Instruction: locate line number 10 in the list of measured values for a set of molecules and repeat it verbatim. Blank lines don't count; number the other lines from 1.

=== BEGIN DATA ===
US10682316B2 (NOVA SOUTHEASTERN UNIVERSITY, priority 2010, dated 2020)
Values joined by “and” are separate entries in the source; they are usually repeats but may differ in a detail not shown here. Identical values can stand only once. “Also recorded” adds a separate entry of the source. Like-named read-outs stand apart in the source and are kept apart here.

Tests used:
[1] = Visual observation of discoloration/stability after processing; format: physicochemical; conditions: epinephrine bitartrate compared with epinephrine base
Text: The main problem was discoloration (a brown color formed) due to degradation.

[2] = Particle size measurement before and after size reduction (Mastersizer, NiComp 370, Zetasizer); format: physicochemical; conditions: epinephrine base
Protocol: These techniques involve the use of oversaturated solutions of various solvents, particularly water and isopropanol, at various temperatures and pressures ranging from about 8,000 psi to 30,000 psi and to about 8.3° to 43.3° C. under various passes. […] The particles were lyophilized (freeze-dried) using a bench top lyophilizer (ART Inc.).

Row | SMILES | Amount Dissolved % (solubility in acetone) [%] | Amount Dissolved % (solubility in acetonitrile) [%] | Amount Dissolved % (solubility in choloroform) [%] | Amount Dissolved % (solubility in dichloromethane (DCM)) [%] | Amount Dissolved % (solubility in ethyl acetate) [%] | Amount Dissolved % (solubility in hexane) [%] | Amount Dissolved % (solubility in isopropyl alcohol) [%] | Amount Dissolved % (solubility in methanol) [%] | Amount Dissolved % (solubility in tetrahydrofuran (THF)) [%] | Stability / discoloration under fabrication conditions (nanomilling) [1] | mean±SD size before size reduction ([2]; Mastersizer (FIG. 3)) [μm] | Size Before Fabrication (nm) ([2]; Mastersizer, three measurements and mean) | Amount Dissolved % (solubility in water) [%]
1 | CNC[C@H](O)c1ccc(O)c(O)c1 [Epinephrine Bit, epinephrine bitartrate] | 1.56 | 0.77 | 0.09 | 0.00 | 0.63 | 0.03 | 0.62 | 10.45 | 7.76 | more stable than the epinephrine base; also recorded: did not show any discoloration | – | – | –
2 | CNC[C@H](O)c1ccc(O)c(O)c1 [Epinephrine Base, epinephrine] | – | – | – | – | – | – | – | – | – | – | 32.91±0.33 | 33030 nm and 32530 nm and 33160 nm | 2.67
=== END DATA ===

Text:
2 | CNC[C@H](O)c1ccc(O)c(O)c1 [Epinephrine Base, epinephrine] | – | – | – | – | – | – | – | – | – | – | 32.91±0.33 | 33030 nm and 32530 nm and 33160 nm | 2.67